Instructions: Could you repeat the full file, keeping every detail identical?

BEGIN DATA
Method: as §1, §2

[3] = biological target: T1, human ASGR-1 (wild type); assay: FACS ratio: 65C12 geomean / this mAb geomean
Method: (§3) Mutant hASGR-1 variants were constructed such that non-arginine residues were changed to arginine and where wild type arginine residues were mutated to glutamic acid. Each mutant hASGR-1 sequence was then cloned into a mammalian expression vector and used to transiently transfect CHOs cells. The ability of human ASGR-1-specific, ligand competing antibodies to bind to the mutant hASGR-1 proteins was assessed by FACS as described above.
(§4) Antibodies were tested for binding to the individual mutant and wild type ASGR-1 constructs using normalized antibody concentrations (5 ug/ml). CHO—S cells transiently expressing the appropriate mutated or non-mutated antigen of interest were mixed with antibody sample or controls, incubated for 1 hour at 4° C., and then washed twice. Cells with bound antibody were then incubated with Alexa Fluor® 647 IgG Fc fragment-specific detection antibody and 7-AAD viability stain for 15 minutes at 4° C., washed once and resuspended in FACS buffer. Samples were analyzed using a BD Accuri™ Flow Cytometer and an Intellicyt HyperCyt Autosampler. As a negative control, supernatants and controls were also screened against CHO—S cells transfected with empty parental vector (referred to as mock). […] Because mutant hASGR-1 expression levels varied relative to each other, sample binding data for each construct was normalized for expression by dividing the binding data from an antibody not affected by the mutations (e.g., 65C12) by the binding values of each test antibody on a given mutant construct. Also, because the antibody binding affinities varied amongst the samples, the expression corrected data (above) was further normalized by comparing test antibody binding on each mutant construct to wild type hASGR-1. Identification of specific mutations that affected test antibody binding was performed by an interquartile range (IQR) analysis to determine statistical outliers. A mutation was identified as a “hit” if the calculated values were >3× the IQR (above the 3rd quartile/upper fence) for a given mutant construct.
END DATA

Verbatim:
Method: as §1, §2

[3] = biological target: T1, human ASGR-1 (wild type); assay: FACS ratio: 65C12 geomean / this mAb geomean
Method: (§3) Mutant hASGR-1 variants were constructed such that non-arginine residues were changed to arginine and where wild type arginine residues were mutated to glutamic acid. Each mutant hASGR-1 sequence was then cloned into a mammalian expression vector and used to transiently transfect CHOs cells. The ability of human ASGR-1-specific, ligand competing antibodies to bind to the mutant hASGR-1 proteins was assessed by FACS as described above.
(§4) Antibodies were tested for binding to the individual mutant and wild type ASGR-1 constructs using normalized antibody concentrations (5 ug/ml). CHO—S cells transiently expressing the appropriate mutated or non-mutated antigen of interest were mixed with antibody sample or controls, incubated for 1 hour at 4° C., and then washed twice. Cells with bound antibody were then incubated with Alexa Fluor® 647 IgG Fc fragment-specific detection antibody and 7-AAD viability stain for 15 minutes at 4° C., washed once and resuspended in FACS buffer. Samples were analyzed using a BD Accuri™ Flow Cytometer and an Intellicyt HyperCyt Autosampler. As a negative control, supernatants and controls were also screened against CHO—S cells transfected with empty parental vector (referred to as mock). […] Because mutant hASGR-1 expression levels varied relative to each other, sample binding data for each construct was normalized for expression by dividing the binding data from an antibody not affected by the mutations (e.g., 65C12) by the binding values of each test antibody on a given mutant construct. Also, because the antibody binding affinities varied amongst the samples, the expression corrected data (above) was further normalized by comparing test antibody binding on each mutant construct to wild type hASGR-1. Identification of specific mutations that affected test antibody binding was performed by an interquartile range (IQR) analysis to determine statistical outliers. A mutation was identified as a “hit” if the calculated values were >3× the IQR (above the 3rd quartile/upper fence) for a given mutant construct.